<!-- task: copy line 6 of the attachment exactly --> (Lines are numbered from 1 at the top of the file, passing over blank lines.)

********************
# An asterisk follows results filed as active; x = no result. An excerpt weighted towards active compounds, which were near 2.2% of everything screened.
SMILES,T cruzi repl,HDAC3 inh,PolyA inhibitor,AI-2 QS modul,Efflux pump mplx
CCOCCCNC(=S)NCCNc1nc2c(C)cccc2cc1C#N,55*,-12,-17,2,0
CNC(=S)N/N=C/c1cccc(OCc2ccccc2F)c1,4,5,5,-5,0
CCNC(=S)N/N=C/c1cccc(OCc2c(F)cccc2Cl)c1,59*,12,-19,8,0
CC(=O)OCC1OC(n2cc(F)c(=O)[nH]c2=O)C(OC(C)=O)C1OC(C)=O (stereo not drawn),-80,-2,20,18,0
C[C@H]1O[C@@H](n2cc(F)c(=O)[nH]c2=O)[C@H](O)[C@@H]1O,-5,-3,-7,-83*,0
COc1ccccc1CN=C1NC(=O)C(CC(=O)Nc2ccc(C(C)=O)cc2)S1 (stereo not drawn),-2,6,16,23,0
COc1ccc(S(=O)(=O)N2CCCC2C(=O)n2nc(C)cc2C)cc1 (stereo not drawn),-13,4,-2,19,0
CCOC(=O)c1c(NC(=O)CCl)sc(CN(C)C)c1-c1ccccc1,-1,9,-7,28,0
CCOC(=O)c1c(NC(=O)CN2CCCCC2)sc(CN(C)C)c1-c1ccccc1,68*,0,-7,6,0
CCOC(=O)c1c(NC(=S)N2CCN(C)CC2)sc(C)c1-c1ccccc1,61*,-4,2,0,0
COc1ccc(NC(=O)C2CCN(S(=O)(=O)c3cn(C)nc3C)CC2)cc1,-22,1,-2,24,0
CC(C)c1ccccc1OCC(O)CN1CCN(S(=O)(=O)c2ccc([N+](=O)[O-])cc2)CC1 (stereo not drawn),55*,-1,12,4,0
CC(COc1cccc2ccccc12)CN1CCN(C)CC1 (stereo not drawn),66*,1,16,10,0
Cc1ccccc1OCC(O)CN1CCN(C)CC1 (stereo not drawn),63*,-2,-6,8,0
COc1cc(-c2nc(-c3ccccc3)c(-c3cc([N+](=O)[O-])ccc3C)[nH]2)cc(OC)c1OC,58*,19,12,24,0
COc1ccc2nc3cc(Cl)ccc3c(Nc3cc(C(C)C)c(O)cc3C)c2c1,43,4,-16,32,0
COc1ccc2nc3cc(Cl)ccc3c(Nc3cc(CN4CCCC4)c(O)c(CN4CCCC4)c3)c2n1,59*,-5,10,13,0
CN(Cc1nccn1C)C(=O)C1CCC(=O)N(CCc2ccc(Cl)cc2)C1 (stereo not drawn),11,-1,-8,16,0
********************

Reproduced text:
CC(=O)OCC1OC(n2cc(F)c(=O)[nH]c2=O)C(OC(C)=O)C1OC(C)=O (stereo not drawn),-80,-2,20,18,0